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I understand that to make a CUDA program efficient, we need to launch enough threads to hide the latency of expensive operations, such as global memory reads. For example, when a thread needs to read from global memory, the other threads will be scheduled to run so that the read operation overlaps with the execution of the threads. Therefore, the overall execution time for a CUDA program is just the sum of each thread's execution time, not including the time for global memory read. However, if we can put the data into shared memory and let the thread read from the shared memory, usually we can make the CUDA program run a lot faster. My confusion is that since the time for memory reads is hidden, it should not affect the program's performance. Why it can still impact the performance of the program so much?

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The whole premise of this question makes no sense at all - "if we can put the data into shared memory and let the thread read from the shared memory, usually we can make the CUDA program run a lot faster". That simply isn't true. – talonmies May 18 '12 at 14:40
    
@talonmies, what's not true about that? It could be worded better, but appropriate use of shared memory can absolutely improve performance of a CUDA kernel. – Brendan Wood May 18 '12 at 16:41
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@BrendanWood: The acting of reading from global memory to shared memory, then from shared memory - which is what is described in the question - has no benefit effect on performance whatsoever and is a common misconception (mostly the fault of the programming guide, which says shared memory is faster than global, leading to the conclusion that using it is a silver bullet). The only way shared memory can ever help improve performance is facilitating coalescing of reads or writes to global memory, or data reuse between threads (saving bandwidth). – talonmies May 18 '12 at 17:51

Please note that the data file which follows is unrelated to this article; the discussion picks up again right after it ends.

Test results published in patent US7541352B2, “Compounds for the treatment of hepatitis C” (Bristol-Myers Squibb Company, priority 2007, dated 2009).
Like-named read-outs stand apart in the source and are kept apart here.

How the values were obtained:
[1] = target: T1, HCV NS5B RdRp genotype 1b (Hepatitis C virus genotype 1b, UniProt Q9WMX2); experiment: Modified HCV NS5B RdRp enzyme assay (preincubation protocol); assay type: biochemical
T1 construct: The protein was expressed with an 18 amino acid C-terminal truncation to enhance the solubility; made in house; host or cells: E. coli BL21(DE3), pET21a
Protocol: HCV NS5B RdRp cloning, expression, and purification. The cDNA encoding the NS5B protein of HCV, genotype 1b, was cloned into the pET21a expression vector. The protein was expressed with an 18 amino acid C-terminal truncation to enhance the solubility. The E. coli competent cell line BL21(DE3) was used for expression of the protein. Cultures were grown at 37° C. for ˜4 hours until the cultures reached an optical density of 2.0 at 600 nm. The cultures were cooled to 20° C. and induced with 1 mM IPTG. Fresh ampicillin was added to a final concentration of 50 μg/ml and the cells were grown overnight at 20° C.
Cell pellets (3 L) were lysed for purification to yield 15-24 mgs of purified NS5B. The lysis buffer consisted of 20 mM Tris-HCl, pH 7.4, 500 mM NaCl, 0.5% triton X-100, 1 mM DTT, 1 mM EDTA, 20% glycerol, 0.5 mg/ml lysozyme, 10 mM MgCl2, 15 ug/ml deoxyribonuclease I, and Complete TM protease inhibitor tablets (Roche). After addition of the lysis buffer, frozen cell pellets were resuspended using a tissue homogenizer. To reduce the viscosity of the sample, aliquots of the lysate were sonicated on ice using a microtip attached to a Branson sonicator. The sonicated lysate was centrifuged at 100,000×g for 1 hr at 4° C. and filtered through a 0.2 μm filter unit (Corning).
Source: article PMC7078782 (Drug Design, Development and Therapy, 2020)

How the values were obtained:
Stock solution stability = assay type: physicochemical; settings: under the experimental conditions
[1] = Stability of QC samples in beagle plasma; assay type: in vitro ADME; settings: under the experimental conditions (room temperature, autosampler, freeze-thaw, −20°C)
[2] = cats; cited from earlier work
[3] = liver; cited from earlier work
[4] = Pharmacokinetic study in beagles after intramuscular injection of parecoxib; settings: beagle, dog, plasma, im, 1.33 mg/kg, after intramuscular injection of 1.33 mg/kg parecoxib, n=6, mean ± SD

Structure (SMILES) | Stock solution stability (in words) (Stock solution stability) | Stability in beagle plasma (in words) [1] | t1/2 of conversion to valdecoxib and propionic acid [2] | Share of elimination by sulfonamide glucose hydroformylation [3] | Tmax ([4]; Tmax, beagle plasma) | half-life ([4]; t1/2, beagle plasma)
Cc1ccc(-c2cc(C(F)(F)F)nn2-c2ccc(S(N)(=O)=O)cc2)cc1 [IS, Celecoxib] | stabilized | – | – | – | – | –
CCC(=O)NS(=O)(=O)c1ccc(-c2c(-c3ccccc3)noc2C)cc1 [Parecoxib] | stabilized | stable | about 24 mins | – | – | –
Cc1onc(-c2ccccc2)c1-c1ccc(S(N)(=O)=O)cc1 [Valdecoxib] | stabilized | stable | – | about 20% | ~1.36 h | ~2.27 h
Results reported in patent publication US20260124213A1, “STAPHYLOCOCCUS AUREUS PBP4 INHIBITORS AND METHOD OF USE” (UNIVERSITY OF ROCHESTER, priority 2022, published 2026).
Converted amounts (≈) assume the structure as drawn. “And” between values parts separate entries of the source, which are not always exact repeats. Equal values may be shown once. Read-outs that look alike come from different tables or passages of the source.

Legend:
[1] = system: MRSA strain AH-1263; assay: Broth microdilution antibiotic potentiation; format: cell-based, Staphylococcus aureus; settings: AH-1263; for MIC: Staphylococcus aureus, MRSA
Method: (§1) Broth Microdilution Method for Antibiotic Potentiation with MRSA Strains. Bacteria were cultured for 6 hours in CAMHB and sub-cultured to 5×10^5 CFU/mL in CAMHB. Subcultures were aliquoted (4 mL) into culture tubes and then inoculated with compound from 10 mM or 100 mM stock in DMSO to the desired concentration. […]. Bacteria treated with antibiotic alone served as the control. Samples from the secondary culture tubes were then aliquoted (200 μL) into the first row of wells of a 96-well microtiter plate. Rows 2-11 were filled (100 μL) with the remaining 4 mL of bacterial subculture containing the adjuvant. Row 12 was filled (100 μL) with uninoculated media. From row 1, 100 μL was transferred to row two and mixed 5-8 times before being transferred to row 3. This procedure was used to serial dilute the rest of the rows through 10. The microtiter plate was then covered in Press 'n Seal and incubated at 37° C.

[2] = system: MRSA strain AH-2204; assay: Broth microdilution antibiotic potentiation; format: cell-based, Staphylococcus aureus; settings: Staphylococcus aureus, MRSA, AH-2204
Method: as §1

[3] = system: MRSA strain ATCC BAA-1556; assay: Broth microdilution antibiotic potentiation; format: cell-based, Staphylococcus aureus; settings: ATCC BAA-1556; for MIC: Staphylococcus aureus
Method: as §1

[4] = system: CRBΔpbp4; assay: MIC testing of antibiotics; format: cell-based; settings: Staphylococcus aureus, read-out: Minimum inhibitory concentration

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@talonmies, I think that's the perfect answer to xhe8's question. xhe8 is clearly not very familiar with CUDA, and his/her confusion apparently arises from having thought about it logically and not seeing how it's possible to get a performance increase from just putting something in shared memory. The premise is poorly worded (probably due to the misconceptions about shared memory, like you said), but this is an entirely valid question to ask if you can move beyond the semantics of what it means to "put the data into shared memory". – Brendan Wood May 18 '12 at 18:32
    
@talonmies,Can you point me to some tutorials that explain why shared memory can help improve performance with more detail. Because what you said is somewhat different from I can learn from the programming guide. – xhe8 May 25 '12 at 3:00

The very short answer is that just the mere act of using shared memory won't impart a performance improvement.

The act of reading from global memory to shared memory, then from shared memory - which is what is described in the question - has no benefit effect on performance whatsoever and is a common misconception (mostly the fault of the programming guide, which says shared memory is faster than global, leading to the conclusion that using it is a silver bullet).

The only way shared memory can ever help improve performance is facilitating coalescing of reads or writes to global memory (reducing memory transactions, improving cache coherence), or data sharing or reuse between threads (saving memory bandwidth), or as a faster scratch space than thread local memory stored in DRAM.

[This answer assembled from comments and added as a community wiki entry to get the question off the unanswered list]

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